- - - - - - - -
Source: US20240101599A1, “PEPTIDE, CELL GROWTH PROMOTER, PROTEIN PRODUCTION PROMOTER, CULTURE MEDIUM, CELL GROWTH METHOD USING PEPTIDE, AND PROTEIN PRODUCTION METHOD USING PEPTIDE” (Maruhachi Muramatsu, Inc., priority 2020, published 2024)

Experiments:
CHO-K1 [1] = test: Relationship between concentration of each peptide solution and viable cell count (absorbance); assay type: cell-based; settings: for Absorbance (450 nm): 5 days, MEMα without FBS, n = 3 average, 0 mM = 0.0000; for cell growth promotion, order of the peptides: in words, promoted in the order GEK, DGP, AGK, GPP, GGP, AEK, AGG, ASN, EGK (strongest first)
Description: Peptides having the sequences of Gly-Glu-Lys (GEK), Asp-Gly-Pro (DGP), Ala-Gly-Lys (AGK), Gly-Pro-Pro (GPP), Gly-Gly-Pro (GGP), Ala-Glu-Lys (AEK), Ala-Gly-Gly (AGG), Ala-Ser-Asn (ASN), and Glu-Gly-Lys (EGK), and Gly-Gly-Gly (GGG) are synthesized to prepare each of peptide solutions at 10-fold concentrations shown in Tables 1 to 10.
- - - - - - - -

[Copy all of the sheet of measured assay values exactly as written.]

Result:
Source: US20240101599A1, “PEPTIDE, CELL GROWTH PROMOTER, PROTEIN PRODUCTION PROMOTER, CULTURE MEDIUM, CELL GROWTH METHOD USING PEPTIDE, AND PROTEIN PRODUCTION METHOD USING PEPTIDE” (Maruhachi Muramatsu, Inc., priority 2020, published 2024)

Experiments:
CHO-K1 [1] = test: Relationship between concentration of each peptide solution and viable cell count (absorbance); assay type: cell-based; settings: for Absorbance (450 nm): 5 days, MEMα without FBS, n = 3 average, 0 mM = 0.0000; for cell growth promotion, order of the peptides: in words, promoted in the order GEK, DGP, AGK, GPP, GGP, AEK, AGG, ASN, EGK (strongest first)
Description: Peptides having the sequences of Gly-Glu-Lys (GEK), Asp-Gly-Pro (DGP), Ala-Gly-Lys (AGK), Gly-Pro-Pro (GPP), Gly-Gly-Pro (GGP), Ala-Glu-Lys (AEK), Ala-Gly-Gly (AGG), Ala-Ser-Asn (ASN), and Glu-Gly-Lys (EGK), and Gly-Gly-Gly (GGG) are synthesized to prepare each of peptide solutions at 10-fold concentrations shown in Tables 1 to 10.